WE select this as one of the reprints of our Ohio Valley Historical Series, believing that in it the Indian "Customs, Manners, Traditions, Theological Sentiments, Mode of Warfare, Military Tactics, Discipline, and Encampment, Treatment of Prisoners, etc., are better explained and more minutely related than has been heretofore done," as the author expresses himself in his title page. His vivid pictures of the vagrant, precarious lives of the Indians, little more than a century ago, in the then unbroken wilderness which has given place to the prosperous State of Ohio, written without any pretense to style or learning, bear every impress of truthfulness; and as a faithful record of an eyewitness of their condition, habits, etc., it deserves to be perpetuated. It has been several times reprinted, with more or less accuracy, but all the editions may now be classed among the scarce books.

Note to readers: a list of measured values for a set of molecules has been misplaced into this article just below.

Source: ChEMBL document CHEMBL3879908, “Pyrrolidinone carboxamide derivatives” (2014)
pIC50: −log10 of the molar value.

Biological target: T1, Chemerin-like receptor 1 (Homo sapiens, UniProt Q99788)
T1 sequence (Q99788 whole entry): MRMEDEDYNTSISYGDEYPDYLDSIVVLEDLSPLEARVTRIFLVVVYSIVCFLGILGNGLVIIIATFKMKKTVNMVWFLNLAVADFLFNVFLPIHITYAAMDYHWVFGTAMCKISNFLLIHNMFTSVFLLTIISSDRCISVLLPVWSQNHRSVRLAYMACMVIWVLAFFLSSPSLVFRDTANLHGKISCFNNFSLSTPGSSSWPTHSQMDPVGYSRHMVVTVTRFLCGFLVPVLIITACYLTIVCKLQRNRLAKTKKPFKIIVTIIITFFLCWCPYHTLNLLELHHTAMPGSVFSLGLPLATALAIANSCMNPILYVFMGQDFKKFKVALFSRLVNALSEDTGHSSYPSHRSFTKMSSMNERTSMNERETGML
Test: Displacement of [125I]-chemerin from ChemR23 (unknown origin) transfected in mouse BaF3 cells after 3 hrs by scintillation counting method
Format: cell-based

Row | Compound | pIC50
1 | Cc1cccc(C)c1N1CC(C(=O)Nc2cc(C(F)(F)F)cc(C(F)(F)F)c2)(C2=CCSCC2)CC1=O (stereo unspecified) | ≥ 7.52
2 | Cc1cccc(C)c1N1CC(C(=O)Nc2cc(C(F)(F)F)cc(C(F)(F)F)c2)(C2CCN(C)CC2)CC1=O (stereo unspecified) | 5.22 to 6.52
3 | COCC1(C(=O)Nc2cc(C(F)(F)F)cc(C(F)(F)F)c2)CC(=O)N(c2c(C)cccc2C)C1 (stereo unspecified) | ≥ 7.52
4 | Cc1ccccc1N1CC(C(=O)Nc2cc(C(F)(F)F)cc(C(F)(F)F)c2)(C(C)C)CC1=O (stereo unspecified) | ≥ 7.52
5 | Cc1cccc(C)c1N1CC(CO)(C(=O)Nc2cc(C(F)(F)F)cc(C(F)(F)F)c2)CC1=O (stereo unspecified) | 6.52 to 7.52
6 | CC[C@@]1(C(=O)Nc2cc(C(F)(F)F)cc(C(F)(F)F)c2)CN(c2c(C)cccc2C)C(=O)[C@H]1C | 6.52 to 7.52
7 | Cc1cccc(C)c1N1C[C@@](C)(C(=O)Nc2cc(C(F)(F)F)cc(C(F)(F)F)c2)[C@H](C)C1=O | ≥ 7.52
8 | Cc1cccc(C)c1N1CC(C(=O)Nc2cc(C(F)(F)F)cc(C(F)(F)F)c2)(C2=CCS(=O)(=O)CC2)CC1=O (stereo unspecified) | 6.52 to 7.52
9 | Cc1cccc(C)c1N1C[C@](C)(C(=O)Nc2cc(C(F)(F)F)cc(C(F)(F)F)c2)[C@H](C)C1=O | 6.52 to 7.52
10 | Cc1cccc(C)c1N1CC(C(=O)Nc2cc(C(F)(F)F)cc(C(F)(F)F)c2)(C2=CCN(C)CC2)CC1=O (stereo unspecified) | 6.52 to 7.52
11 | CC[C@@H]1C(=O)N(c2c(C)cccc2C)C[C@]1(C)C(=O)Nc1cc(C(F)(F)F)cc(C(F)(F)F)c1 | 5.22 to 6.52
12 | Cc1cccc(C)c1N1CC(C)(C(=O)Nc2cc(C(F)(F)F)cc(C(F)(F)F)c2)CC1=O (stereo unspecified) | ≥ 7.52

James Smith was born in 1737, in Franklin county, Pennsylvania, at that time the backwoods frontier, the extreme limit of civilization. As might be expected, he received but a limited education in book-learning, but, as befitted a backwoods boy, he was well versed in wood-craft, active in the hunt, and inured to all the hardships and trials of a frontier life. At the age of eighteen, in 1755, he was taken captive by the Indians, was adopted into one of their families, and accompanied them in all their wanderings, till his escape in 1759. He returned to Conoeocheague early in 1760, and was received with great joy by his family and friends.

He settled himself at his old home in the ordinary routine